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Meeting Highlights: Integrative Healthcare Symposium Integrative Healthcare Symposium The 2016 Integrative Healthcare Symposium Annual Conference gathered more than 1,400 health care practitioners in New York City from February 25 to 27. The multidisciplinary event featured sessions addressing the disruption of the gut microbiome by commonly prescribed pharmaceuticals and the integrative approach to treating depression.

The Gut Balance Revolution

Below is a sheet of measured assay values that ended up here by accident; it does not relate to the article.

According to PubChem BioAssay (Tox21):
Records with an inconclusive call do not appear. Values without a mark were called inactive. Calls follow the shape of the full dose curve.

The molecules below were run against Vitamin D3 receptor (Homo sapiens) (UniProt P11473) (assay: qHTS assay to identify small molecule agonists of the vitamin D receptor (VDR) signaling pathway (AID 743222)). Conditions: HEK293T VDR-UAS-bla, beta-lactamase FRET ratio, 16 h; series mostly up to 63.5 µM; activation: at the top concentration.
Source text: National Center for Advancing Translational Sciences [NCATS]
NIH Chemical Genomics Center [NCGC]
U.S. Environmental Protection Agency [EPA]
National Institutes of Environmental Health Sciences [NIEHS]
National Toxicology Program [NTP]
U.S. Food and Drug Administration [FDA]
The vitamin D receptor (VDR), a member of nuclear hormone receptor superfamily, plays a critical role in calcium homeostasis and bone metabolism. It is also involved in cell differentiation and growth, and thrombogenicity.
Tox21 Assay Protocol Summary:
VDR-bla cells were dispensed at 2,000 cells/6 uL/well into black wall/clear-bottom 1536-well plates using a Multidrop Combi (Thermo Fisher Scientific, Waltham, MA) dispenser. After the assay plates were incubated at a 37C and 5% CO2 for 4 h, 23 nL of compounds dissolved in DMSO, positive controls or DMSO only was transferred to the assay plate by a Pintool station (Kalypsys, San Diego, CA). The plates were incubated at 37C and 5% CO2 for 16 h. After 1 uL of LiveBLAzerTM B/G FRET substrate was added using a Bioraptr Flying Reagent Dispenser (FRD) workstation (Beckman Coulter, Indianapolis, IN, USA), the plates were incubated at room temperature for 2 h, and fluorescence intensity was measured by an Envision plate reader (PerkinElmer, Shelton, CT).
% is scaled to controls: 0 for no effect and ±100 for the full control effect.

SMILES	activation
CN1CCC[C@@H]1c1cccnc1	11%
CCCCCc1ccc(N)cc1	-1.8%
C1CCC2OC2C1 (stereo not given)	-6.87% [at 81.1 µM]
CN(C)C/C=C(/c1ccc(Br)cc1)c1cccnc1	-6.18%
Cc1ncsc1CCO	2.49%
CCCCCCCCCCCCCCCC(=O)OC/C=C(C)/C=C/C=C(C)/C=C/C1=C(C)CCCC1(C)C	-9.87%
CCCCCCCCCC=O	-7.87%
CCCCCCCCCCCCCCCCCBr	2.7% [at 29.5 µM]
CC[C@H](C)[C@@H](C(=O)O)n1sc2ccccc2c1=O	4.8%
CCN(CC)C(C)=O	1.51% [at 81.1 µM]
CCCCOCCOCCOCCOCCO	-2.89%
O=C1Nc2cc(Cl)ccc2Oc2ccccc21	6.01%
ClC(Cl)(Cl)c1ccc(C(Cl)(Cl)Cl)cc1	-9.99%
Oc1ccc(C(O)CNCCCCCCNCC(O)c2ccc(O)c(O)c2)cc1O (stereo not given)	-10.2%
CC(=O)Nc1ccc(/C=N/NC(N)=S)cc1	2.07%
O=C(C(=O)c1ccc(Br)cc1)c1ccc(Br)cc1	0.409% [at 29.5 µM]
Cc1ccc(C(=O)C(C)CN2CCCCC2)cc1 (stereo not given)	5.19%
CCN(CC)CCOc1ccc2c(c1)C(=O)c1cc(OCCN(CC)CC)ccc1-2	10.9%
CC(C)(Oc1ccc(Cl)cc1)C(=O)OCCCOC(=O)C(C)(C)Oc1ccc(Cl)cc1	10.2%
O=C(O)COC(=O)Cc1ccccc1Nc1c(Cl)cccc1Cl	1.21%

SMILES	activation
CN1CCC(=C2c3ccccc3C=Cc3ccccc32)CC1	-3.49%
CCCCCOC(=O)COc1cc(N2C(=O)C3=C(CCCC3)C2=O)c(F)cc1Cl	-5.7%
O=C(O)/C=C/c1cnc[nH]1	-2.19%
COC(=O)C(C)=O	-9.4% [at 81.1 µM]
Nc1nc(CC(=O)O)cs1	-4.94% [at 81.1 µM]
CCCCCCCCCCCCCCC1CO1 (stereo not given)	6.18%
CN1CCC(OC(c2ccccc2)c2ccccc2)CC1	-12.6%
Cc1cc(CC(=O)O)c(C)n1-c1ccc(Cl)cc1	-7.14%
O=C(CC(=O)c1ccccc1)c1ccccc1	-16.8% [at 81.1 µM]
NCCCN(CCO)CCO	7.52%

• Gerald E. Mullin, MD, Associate Professor of Medicine, Johns Hopkins University School of Medicine, Baltimore, Maryland Dr. Mullin’s message for pharmacists, delivered in an interview after his presentation, was straightforward advocacy for a bottom-up therapeutic strategy rather than a top-down “strike first with your heaviest weapons” approach to getting acute disease states under control. His rationale is that agents and diets that perturb the gut microbiome can incur a heavy price, leading to diabetes, obesity, nonalcoholic fatty liver disease, dementia, and cardiovascular disease. Noting the general principle that increased species diversity increases an ecosystem’s efficiency and productivity while making it less functionally susceptible to external stressors, he pointed out that gut microbiome diversity helps with barrier integrity and with training the immune system, and overall has a great impact on health and well-being. Factors contributing to dysbiosis of the gut microbiota include host genetics, lifestyle (e.g., diet, stress), reduced early colonization (e.g., hospital birth, altered microbe exposure), and medical practices (e.g., vaccination, antibiotics, excessive hygiene). Two phyla (mainly anaerobic) of bacteria have been linked to obesity, the firmicutes positively and the bacteroidetes negatively—presumably through effects on metabolism—with animal studies demonstrating induced obesity with transplanted firmicutes.3 With respect to his two specific pharmacological targets—the overuse of proton pump inhibitors (PPIs) and antibiotics— Dr. Mullin cited a meta-analysis of studies of small intestine bacterial overgrowth (SIBO).4 In it, eight of 11 studies showed increases in SIBO risk with PPI use, with an overall odds ratio of 2.282 (range, 0.577–39.087; P = 0.008). PPIs, he said, delay small intestine transit. “Our community acknowledges that PPIs are overprescribed. The point is that they should not be first-line therapy. They should be last resort or short term and not chronic, just like steroids. We overkill diseases with heavy medications to get them under control and then people can’t withdraw or substitute because they have become physiologically dependent,” Dr. Mullin said. A recent study documented adverse gut microbiome changes in PPI users versus nonusers consistent with changes that predispose individuals to Clostridium difficile and other enteric infections.5 For more than 50 years, the meat industry has effectively used subtherapeutic doses of antibiotics in animals to induce increased growth and weight gain. Reduced gut microbiome diversity in humans is a likely effect of ingested antibiotics on